Items Not To Be Considered at This Time in Inspections

The following items are considered of very low likelihood and/or low risk, and will not be considered in the risk-informed inspection process:

  • Open circuit (or loss of conductor continuity) conductor failures will not be considered as an initial mode of cable failure. Note that cable shorting (e.g., a short to ground) may result in an open circuit fault due to the tripping of circuit protection features.
  • Inter-cable short circuits involving the conductors of an armored cable will not be considered. Such failures are considered virtually impossible unless the short involves the cable's grounded armoring.
  • Inter-cable short circuits involving the conductors of one cable within a Start Printed Page 49533conduit and the conductors of any other cable outside the conduit will not be considered. As with armored cables, such faults are considered virtually impossible. Note that intra-cable shorting for thermoplastic or thermoset cables and inter-cable shorting between thermoplastic cables inside a common conduit are possible.
  • Inspectors will not consider multiple high-impedance faults on a common power supply. Although such faults have been considered using deterministic methods for critical safe-shutdown circuits, such faults are considered of very low likelihood and often can be readily overcome by manual operator actions.
  • Inspectors will not consider three-phase, proper-polarity hot short power cable failures. In theory, such failures could cause a three-phase device to spuriously operate. However, such failures are considered of very low likelihood because the three distinct phases of power would have to align in the proper phased sequence to operate. Note that three-phase devices may still be subject to spurious operations due to faults in their related control and/or instrumentation circuits.
  • Inspectors will not consider multiple proper-polarity hot shorts leading to the spurious operation of a DC motor or motor-operated device when the postulated failures involve only the DC device's power cables (e.g., those cables that run from the motor control center (MCC) to the device). Such failures are considered unlikely because a shunt and a field require five separate conductors to have the correct polarity and sequence in order to operate. DC devices may still be subject to spurious actuation given failures in their control and/or instrument circuits.

Summary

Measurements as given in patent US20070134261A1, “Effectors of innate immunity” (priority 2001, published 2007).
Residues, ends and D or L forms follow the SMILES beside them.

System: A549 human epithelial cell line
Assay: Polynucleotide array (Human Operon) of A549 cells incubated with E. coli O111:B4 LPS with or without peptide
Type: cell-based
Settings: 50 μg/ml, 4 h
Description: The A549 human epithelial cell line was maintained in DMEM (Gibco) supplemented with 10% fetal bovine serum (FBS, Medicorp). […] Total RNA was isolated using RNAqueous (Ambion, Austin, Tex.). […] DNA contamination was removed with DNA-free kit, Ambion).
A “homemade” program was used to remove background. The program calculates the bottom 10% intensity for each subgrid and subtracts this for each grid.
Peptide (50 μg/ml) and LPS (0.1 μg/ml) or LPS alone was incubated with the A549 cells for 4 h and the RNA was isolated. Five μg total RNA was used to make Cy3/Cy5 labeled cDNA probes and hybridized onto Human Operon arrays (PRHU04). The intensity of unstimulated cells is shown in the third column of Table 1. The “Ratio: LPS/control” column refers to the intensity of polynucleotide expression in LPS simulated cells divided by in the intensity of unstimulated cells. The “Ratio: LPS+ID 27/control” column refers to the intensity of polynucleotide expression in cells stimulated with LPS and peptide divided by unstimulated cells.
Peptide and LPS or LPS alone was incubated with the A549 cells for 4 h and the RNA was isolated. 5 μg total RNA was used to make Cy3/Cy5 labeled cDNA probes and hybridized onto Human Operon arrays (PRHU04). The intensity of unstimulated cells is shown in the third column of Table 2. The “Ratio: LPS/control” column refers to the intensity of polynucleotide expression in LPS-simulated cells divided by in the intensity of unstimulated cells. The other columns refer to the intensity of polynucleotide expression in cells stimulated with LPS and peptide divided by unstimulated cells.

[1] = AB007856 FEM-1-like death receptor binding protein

In summary, the inspectors should focus on associated circuits whose failure could cause flow diversion, loss of coolant, or other scenarios that could significantly impair the ability to achieve and maintain hot shutdown, paying particular attention to those events that occur in the first hour. The inspectors should be able to develop credible fire scenarios that could produce a thermal insult resulting in cable damage. The inspectors should focus on conductor-to-conductor shorts within a multiconductor cable, since risk insights gained from cable fire testing have demonstrated that intra-cable shorting is the most probable cause of spurious actuations. The inspectors should also consider inter-cable shorting between thermoplastic cables. The inspectors should assume a maximum of two concurrent spurious operations for each scenario evaluated.

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Documents may be examined, and/or copied for a fee, at the NRC's Public Document Room at One White Flint North, 11555 Rockville Pike (first floor), Rockville, Maryland. Publicly available records will be accessible electronically from the Agencywide Documents Access and Management System (ADAMS) Public Electronic Reading Room on the Internet at the NRC Web site, http://www.nrc.gov/​NRC/​ADAMS/​index.html. If you do not have access to ADAMS or if you have problems in accessing the documents in ADAMS, contact the NRC Public Document Room (PDR) reference staff at 1-800-397-4209 or 301-415-4737 or by e-mail to pdr@nrc.gov.

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Dated at Rockville, Maryland, this 11th day of August, 2003.

For the Nuclear Regulatory Commission.

William D. Beckner,

Chief, Reactor Operations Branch, Division of Inspection Program Management, Office of Nuclear Reactor Regulation.

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Footnotes

1.  For NPPs that do not use P&IDs, the inspector will have to gather the same information from flow diagrams and cable routing/logic diagrams.

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2.  Hot shutdown is defined in the NPP technical specifications.

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[FR Doc. 03-20994 Filed 8-15-03; 8:45 am]

BILLING CODE 7590-01-P